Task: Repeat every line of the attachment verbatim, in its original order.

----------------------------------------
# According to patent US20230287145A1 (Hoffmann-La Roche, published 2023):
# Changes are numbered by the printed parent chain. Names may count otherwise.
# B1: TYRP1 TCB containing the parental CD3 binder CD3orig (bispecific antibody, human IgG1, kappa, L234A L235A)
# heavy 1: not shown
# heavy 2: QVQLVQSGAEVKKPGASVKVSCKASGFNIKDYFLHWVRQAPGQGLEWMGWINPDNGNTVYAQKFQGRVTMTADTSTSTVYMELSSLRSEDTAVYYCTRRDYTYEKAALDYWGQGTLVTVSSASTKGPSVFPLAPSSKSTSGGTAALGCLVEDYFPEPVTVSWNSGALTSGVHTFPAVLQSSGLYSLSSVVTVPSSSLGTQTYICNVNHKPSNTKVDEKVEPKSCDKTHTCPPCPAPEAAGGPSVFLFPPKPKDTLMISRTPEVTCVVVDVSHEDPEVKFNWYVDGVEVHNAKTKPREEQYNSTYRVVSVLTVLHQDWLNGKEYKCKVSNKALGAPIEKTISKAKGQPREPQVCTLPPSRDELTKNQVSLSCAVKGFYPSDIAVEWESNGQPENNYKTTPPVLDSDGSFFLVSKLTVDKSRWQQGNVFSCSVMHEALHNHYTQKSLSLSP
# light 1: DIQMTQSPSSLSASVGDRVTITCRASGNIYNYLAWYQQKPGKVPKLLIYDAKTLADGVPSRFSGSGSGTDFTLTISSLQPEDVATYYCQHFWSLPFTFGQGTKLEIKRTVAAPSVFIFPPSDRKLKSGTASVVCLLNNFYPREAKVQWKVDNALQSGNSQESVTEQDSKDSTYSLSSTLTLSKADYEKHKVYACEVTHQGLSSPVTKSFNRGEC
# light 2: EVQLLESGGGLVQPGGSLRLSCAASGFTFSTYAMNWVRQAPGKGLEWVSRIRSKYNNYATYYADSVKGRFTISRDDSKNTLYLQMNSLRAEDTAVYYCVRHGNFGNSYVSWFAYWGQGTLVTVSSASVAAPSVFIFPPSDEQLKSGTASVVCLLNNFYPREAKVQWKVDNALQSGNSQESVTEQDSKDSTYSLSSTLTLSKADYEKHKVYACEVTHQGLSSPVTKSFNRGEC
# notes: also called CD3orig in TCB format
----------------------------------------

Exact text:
# According to patent US20230287145A1 (Hoffmann-La Roche, published 2023):
# Changes are numbered by the printed parent chain. Names may count otherwise.
# B1: TYRP1 TCB containing the parental CD3 binder CD3orig (bispecific antibody, human IgG1, kappa, L234A L235A)
# heavy 1: not shown
# heavy 2: QVQLVQSGAEVKKPGASVKVSCKASGFNIKDYFLHWVRQAPGQGLEWMGWINPDNGNTVYAQKFQGRVTMTADTSTSTVYMELSSLRSEDTAVYYCTRRDYTYEKAALDYWGQGTLVTVSSASTKGPSVFPLAPSSKSTSGGTAALGCLVEDYFPEPVTVSWNSGALTSGVHTFPAVLQSSGLYSLSSVVTVPSSSLGTQTYICNVNHKPSNTKVDEKVEPKSCDKTHTCPPCPAPEAAGGPSVFLFPPKPKDTLMISRTPEVTCVVVDVSHEDPEVKFNWYVDGVEVHNAKTKPREEQYNSTYRVVSVLTVLHQDWLNGKEYKCKVSNKALGAPIEKTISKAKGQPREPQVCTLPPSRDELTKNQVSLSCAVKGFYPSDIAVEWESNGQPENNYKTTPPVLDSDGSFFLVSKLTVDKSRWQQGNVFSCSVMHEALHNHYTQKSLSLSP
# light 1: DIQMTQSPSSLSASVGDRVTITCRASGNIYNYLAWYQQKPGKVPKLLIYDAKTLADGVPSRFSGSGSGTDFTLTISSLQPEDVATYYCQHFWSLPFTFGQGTKLEIKRTVAAPSVFIFPPSDRKLKSGTASVVCLLNNFYPREAKVQWKVDNALQSGNSQESVTEQDSKDSTYSLSSTLTLSKADYEKHKVYACEVTHQGLSSPVTKSFNRGEC
# light 2: EVQLLESGGGLVQPGGSLRLSCAASGFTFSTYAMNWVRQAPGKGLEWVSRIRSKYNNYATYYADSVKGRFTISRDDSKNTLYLQMNSLRAEDTAVYYCVRHGNFGNSYVSWFAYWGQGTLVTVSSASVAAPSVFIFPPSDEQLKSGTASVVCLLNNFYPREAKVQWKVDNALQSGNSQESVTEQDSKDSTYSLSSTLTLSKADYEKHKVYACEVTHQGLSSPVTKSFNRGEC
# notes: also called CD3orig in TCB format